The Nine: Stanton Helms

The Nine: Stanton Helms

Title: Intern
Company: ZDI
Location: Normal, IL

Why You Should Know Him: Helms is not your typical musician-turned-sound engineer. While music has always been a hobby, it was a volunteer role that exposed him to the AV industry: “I was at AT&T previously, and decided I wanted to change my career. I got interested in this field by working with the media ministry at my church. I did that for two years before deciding to leave my job at AT&T and pursue Columbia College’s program.”

Transitioning From Old to New: “My background started in telecommunications, which parallels a lot of what AV does—the foundations are pretty much the same, so it’s easy for me to translate my knowledge to what I am working on now,” Helms said. “I wanted to use my talents and skills to pursue something larger and more innovative, which is why I went back to school.”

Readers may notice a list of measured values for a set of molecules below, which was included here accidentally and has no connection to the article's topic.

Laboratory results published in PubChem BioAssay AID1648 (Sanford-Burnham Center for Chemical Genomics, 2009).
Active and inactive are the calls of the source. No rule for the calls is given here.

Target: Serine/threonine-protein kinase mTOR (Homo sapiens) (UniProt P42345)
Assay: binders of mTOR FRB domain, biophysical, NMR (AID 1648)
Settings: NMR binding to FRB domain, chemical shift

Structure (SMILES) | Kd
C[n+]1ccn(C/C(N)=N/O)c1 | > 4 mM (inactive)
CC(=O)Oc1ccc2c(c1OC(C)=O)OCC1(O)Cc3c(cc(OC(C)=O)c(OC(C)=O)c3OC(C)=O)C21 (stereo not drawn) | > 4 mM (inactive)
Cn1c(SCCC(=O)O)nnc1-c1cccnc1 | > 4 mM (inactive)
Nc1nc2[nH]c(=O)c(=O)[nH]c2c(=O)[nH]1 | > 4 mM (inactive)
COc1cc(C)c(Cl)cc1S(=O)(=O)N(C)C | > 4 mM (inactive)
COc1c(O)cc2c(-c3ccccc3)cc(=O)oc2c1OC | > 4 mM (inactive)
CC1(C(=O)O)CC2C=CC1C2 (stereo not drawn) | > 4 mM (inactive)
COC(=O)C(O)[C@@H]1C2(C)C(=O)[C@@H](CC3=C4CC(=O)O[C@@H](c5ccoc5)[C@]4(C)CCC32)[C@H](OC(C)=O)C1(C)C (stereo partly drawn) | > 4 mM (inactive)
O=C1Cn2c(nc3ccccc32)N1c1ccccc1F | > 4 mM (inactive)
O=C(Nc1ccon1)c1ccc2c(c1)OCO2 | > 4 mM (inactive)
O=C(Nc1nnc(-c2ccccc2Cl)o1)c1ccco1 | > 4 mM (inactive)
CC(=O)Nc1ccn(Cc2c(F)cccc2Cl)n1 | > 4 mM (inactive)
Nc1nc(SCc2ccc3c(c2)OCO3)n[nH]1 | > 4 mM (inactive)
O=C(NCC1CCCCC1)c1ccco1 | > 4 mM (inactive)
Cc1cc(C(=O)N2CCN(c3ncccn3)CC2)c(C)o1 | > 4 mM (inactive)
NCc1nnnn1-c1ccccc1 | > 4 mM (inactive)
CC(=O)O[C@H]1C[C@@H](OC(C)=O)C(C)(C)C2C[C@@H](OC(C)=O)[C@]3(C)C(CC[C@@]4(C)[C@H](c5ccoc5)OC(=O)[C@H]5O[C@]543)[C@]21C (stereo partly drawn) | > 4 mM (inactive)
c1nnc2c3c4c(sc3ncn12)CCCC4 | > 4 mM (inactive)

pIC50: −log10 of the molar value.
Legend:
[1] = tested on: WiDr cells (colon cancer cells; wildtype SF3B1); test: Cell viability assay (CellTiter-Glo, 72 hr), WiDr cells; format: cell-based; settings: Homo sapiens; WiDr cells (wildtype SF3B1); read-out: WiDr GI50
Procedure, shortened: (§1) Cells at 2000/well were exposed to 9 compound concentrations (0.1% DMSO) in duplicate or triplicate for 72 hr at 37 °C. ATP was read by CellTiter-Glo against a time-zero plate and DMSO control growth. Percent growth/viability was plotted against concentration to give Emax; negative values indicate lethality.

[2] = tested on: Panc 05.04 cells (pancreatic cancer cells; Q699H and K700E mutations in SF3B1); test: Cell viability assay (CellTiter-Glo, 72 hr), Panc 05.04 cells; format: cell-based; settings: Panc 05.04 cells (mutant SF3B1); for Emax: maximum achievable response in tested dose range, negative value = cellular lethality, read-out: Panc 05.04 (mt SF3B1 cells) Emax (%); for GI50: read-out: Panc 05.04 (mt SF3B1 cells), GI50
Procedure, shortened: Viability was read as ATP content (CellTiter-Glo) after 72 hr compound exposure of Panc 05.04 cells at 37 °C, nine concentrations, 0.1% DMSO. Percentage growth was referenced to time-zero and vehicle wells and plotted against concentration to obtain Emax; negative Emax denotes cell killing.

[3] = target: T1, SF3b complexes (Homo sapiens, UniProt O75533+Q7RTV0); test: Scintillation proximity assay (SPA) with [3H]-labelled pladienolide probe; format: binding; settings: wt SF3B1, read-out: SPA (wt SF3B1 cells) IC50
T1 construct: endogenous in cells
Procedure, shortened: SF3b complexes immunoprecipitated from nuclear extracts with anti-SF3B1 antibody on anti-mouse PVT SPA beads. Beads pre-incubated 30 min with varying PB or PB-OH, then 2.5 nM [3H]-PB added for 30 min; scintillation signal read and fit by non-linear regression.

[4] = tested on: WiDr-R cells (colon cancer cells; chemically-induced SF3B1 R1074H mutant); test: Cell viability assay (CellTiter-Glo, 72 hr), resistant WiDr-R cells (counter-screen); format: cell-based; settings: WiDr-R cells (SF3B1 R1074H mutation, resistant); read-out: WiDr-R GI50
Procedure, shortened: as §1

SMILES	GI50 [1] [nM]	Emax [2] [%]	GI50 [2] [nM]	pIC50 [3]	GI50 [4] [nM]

Why He Enjoys AV: Helms’ newly developed skills in audio and video display technology have led him to see the importance of proper AV design, and the practical uses for each product. “The AV industry as a whole is amazing to me,” he said. “Before, I had no idea that this technology existed—as an outsider, we see projectors and presentation walls as part of our everyday lives. We take that technology for granted.”

Helms also loves the fast-pace of the industry. “Once you start in AV, you need to be prepared to be in a field where anything can change on a dime. You can create a design and 20 minutes later something is added and you need to change your whole project. You need to be flexible in this industry, accept constructive criticism, and never be afraid to speak up.”

Diving In Head First: One week after joining ZDI as an intern, Helms said he flew down to Orlando to attend InfoComm, an experience that he found both overwhelming and rewarding. “The experience allowed me to gain exposure to the industry and bring it back to ZDI. I spent a lot of time at vendor booths looking at products and learning about their purpose and real-world value. I’m a very visual learner—I like to plug-and-play and pull things out, so to see that happening in front of me was so valuable,” he explained.